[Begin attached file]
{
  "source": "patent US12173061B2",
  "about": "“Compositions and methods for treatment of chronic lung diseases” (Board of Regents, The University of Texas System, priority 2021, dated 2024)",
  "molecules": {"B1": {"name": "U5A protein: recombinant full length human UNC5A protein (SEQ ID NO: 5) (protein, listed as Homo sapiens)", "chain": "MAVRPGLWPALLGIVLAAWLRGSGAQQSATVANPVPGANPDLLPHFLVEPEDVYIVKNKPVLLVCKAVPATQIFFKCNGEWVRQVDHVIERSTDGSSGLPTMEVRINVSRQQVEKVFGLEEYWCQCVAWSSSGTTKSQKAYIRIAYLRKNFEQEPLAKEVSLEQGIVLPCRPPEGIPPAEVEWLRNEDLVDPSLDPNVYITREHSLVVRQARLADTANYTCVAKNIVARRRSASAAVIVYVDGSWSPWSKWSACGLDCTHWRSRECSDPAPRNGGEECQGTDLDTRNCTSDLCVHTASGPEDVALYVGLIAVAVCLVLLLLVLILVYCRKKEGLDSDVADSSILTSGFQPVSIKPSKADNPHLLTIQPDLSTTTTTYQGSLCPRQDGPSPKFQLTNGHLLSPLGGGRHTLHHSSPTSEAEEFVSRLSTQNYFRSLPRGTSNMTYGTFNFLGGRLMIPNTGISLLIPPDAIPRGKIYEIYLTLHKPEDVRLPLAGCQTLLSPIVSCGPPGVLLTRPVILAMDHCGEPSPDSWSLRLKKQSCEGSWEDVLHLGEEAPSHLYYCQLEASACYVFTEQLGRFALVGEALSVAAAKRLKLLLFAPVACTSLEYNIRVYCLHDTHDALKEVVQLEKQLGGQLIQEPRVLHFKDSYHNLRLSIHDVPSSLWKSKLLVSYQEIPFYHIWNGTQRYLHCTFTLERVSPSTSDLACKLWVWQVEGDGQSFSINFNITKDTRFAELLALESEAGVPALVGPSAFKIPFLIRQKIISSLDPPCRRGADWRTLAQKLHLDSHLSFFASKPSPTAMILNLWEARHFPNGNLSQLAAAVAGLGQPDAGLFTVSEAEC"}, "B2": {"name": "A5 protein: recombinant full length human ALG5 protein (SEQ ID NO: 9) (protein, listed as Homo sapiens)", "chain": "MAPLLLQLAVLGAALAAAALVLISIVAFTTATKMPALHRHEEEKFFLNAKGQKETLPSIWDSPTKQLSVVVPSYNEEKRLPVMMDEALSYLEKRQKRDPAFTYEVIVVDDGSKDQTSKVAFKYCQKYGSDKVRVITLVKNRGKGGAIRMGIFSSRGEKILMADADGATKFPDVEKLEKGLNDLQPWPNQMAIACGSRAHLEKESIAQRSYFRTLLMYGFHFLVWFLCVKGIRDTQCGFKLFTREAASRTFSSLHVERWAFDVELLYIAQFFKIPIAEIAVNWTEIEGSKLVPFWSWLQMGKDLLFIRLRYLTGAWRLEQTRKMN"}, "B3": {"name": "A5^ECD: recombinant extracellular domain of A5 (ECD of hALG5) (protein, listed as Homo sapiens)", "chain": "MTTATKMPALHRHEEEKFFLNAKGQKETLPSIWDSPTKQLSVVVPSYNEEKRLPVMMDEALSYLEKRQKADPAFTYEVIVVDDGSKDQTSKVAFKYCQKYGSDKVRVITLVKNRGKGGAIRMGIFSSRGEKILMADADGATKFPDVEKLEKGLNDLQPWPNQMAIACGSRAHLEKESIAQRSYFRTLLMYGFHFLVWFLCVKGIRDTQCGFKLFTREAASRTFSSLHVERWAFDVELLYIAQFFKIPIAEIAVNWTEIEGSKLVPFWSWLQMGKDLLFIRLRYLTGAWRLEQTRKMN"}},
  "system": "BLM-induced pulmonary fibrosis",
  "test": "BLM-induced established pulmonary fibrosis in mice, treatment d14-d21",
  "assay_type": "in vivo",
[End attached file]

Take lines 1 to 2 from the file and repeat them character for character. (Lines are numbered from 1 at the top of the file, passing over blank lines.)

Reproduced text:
{
  "source": "patent US12173061B2",